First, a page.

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Why do you say they’re good for individuals?
Health insurance is one of the most important and expensive products we buy. But who’s in charge of picking it? Your employer. You could lose your job and then lose your insurance. Or your doctors can cancel participating in the middle of a health event for you.
This new system is a gift from the employer, especially when it offers a way to save money compared with the old plan. Now you have a choice: You can say: ‘I want that plan with these doctors’ and another employee can say ‘I want that plan with these doctors.’ You can change to another plan in a year and if you leave your job, you can take your plan with with you.
How exactly does this new system work?
The easiest way is to provide a stipend. In your paycheck, you might get $500 a month as your health insurance stipend. The problem is that money is taxable; it’s not like group health insurance.
At Zane Benefits, we have a solution to that. We establish a formal reimbursement program that complies with federal tax rules. We say: There’s $500 a month but you only get it if you buy coverage and prove you bought it.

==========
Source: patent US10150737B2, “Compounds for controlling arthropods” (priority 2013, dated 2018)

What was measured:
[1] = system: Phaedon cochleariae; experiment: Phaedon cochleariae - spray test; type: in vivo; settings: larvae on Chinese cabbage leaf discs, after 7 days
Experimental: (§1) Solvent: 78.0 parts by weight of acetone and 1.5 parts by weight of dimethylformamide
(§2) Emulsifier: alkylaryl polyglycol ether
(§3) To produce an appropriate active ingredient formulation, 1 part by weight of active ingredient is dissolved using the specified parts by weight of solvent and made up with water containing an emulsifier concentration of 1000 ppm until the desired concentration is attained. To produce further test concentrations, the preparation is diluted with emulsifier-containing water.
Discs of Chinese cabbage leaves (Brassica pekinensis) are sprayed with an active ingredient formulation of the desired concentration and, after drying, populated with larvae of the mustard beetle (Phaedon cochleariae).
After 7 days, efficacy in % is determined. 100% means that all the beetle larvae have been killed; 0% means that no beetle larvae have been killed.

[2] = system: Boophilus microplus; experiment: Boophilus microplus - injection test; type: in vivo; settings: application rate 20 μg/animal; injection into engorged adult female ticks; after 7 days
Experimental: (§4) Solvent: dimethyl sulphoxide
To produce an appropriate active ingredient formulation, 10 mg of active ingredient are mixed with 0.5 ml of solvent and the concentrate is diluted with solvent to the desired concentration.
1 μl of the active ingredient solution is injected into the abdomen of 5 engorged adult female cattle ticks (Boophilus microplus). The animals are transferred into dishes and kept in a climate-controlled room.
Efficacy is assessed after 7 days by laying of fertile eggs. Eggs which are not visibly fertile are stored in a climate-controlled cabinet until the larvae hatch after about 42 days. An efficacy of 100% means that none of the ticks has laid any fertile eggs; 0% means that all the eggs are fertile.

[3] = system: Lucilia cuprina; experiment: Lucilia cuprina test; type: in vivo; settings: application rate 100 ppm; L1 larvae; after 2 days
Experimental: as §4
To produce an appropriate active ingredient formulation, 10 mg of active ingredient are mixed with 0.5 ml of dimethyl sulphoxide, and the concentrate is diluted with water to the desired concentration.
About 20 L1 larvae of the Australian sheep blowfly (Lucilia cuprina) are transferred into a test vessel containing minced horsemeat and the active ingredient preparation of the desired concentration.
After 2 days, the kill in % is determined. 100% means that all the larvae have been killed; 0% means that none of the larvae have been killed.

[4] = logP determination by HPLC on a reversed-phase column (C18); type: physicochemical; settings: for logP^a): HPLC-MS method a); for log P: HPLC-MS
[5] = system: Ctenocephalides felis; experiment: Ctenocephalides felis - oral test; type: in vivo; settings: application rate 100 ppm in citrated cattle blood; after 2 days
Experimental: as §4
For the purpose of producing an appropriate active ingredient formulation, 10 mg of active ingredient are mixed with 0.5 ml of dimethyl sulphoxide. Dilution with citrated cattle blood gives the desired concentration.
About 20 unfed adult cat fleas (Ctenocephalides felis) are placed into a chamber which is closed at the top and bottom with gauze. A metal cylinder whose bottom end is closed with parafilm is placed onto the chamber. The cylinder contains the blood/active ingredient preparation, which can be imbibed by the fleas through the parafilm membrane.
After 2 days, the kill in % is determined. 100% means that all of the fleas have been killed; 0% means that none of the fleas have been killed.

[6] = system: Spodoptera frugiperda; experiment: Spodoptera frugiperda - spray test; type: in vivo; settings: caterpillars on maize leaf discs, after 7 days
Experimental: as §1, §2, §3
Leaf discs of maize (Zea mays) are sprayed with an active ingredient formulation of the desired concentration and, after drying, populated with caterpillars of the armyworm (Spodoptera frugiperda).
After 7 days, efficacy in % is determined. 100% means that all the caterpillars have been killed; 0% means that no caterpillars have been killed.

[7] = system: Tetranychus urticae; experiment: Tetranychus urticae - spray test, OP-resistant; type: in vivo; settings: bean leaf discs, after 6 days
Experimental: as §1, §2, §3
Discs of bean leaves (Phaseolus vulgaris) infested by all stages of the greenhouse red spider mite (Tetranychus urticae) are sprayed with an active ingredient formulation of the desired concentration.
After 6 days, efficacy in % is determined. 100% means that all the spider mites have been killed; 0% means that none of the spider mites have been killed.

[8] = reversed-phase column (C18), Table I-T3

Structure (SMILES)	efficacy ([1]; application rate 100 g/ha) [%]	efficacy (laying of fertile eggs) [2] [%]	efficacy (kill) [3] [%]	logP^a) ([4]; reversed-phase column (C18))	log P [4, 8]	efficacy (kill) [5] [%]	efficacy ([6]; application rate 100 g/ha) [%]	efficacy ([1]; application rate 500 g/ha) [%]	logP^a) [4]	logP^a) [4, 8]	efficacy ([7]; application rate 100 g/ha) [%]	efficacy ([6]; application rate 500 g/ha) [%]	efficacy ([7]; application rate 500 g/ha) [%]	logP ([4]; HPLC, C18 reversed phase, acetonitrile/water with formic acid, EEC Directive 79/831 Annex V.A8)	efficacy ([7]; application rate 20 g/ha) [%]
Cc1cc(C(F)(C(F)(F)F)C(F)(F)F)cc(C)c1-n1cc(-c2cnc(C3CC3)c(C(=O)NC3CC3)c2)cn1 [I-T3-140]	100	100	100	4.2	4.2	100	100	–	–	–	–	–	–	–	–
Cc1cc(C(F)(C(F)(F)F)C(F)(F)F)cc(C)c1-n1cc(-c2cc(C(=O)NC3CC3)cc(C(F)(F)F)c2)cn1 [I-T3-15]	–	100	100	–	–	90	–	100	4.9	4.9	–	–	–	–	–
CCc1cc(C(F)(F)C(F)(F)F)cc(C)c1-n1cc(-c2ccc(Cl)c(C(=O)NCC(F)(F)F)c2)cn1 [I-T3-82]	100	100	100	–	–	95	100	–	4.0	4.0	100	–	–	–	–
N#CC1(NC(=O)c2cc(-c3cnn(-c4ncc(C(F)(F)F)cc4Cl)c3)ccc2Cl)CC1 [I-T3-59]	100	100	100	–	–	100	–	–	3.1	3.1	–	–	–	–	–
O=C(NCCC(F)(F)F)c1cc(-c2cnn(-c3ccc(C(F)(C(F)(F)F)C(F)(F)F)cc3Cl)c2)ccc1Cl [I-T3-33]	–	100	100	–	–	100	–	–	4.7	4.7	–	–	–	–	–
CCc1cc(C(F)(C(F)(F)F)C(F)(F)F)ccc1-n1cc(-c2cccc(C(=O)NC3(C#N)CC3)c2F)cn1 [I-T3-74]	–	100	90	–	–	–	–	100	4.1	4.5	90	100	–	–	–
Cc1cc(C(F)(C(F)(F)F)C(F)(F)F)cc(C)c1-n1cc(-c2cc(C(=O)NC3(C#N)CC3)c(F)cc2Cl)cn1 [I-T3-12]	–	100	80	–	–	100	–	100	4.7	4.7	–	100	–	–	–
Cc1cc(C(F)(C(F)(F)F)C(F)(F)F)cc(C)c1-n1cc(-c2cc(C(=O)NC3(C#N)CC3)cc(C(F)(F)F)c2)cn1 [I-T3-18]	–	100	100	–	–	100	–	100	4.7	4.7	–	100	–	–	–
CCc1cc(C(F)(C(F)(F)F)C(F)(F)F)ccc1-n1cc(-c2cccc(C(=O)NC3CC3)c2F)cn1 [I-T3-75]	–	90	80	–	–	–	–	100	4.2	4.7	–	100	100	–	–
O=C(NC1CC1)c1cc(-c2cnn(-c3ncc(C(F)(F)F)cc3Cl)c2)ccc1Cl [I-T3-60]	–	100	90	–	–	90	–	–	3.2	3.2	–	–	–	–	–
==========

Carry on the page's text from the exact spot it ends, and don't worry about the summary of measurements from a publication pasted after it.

Tell me how these plans compare in coverage and cost with employer-provided health insurance.
The key is that you can have whatever you want when you shop on the individual market. And now you’re required to be an educated consumer.
How much money does the employer give the employee?
It varies. But in every situation, it makes employees equal or better off than before. The policies can cost 20 to 60 percent less, depending on your age and location — up to 80 percent less if you’re a low-wage worker and your income is less than 400 percent of the poverty line.
Is coverage better than what the employer provided?
It’s up to the employee. Let me use a car analogy: You can buy a Ford or a Maserati; a bronze, silver, gold or platinum plan. You can find a policy with coverage that’s comparable to what you had.
What does this all mean for people in their 50s and 60s who aren’t yet on Medicare?
Health care is the No. 1 threat to early retirees. One of the messages in our book is that if you’re an early retiree or plan to retire and you’re counting on your employer to offer you health insurance in retirement, well, don’t plan on it. When they cancel health insurance plans, they will cancel retirement coverage.
How should employees faced with buying insurance this way do so wisely?
You can’t make a giant mistake because there are minimum standards that every plan must cover. The biggest mistake is not picking the right network of doctors. If you don’t go to the doctor much, you might take a bronze or silver plan. If you need a lot of health care, you’d want a gold or platinum plan.
Once you pick the coverage, do a provider lookup to be sure the doctors you want are covered by those plans.
What would you tell people who don’t like this idea?
The fact is, whether you like it or not, the current model of group health insurance is unsustainable. Something’s got to give. Just like it did with pensions.